On January 7, 2003, Apple announced the development of their own web browser called Safari, based on KHTML rendering engine. Apple's web browser was released with the Mac operating system and on the iPhone, but its also compatible with Windows for PC users to enjoy. With its sleek, easy to navigate design,and lighting fast technology, Safari stands out uniquely from the average web browser. Safari uses Nitro JavaScript, making it the fastest browser the internet has seen. It also incorporates useful devices such as an RSS feed and e-mail system for easy access to news and social updates. Safari's new Top Sites page and Private Browsing deem this browser as a user-friendly and secure internet experience. Since its release in 2003 Safari has transformed through the years to become the "world's most innovative browser."

Initially available as a separate download, it was included with the Mac OS X v10.3 release on October 24, 2003, as the default browser, with Internet Explorer for Mac included only as an alternative browser. Now Safari is the only web browser included with the operating system since the Mac OS X v10.4 release on April 29, 2005. Apple has taken an active role in defining web standards with Safari, supporting CSS 3 as well as becoming the first browser to support HTML 5 audio and video tags. Safari also supports HTML 5 offline technologies, allowing web-based applications to store information on your hard drive, enabling you to use them without an Internet connection.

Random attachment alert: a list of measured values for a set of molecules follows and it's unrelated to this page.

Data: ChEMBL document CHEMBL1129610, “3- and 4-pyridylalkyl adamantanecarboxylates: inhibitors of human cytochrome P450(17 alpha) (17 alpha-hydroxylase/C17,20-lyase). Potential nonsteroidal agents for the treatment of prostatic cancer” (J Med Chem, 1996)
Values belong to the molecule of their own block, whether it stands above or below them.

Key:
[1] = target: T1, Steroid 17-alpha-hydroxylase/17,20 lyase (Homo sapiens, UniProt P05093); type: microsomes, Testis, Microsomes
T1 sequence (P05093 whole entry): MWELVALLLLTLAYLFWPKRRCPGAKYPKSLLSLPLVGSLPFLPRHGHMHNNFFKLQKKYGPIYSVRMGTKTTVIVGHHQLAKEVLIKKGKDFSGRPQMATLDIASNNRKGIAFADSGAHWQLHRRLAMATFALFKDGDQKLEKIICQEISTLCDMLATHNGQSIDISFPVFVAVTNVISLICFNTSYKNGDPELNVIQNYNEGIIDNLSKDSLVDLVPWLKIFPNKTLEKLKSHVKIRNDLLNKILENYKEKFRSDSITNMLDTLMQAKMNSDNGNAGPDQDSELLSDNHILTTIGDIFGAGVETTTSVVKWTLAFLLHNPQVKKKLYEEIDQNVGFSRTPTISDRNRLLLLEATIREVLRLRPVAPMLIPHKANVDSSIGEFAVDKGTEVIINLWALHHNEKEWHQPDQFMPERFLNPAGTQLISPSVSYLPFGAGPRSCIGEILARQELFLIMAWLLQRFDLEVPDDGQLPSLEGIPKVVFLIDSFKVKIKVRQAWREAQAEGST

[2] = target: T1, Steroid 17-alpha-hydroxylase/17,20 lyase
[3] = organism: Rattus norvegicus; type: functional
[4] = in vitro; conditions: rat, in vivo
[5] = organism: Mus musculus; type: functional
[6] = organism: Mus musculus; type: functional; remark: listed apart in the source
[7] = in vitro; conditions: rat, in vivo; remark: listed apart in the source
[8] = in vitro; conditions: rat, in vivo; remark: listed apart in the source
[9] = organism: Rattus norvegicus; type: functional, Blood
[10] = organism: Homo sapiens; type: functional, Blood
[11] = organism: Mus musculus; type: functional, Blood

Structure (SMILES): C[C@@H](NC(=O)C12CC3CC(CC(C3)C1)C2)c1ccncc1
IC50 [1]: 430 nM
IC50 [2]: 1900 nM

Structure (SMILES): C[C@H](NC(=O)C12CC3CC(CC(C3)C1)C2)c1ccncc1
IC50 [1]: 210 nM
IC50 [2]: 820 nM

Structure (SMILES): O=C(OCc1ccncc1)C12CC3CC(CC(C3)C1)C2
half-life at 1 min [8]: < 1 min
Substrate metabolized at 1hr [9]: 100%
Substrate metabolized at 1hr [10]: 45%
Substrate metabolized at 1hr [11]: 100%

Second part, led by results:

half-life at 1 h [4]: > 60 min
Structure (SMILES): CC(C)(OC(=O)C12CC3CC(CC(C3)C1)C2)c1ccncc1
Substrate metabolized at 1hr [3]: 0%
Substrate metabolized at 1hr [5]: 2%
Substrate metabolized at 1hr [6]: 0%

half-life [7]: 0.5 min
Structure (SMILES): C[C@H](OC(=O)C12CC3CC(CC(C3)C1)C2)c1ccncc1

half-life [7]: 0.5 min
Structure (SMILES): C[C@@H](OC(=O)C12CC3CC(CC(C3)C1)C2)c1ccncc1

The Safari application is a very powerful browsing tool. It has become a powerful browser because it has over 150 features. Some of these features include CSS animation, effects, HTML Canvas, acid 3 compliance and many more. Safari is convenient because it allows the user to open numerous windows on a single canvas.


Safari 4 uses the new Nitro Engine, executing JavaScript nearly 8 times faster than Internet Explorer 8 and more than 4 times faster than Firefox 3 based on performance in leading industry benchmark tests: iBench and SunSpider. However, these speeds may depend more on your hardware than anything else. When tested by CNET, it was found to run a bit slowly after heavy tab and video playback, and still consumed more RAM in general than Firefox.

Safari's Private Browsing Feature

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Safari's Full History Search allows the user to browse through the websites they have previously visited. Using the sleek new Cover Flow feature, users can take a full-page glance at the sites they may want to see again. It is safe to use a public computer because Safari allows the user to choose the Private Browsing option for when they are browsing in an unsecured location. Private Browsing allows users to search web pages, submit forms and enter in passwords, without saving any of the history, cookies or passwords.

At the Core of Safari the user will still see a browser although Apple has done a good job of bringing the browser experience to a new level. The increased speeds found by using Safari, doing research and surfing on the web becomes faster and allows for more actual looking at sites rather than waiting for the sites to load. Using the Cover Flow feature, looking at history is easier and more enjoyable than what the user will find in other browsers. The browser is able to offer better, faster and cleaner media than other browsers due to the new video and audio rendering.

The Top Sites Page - A Safari 4 Feature

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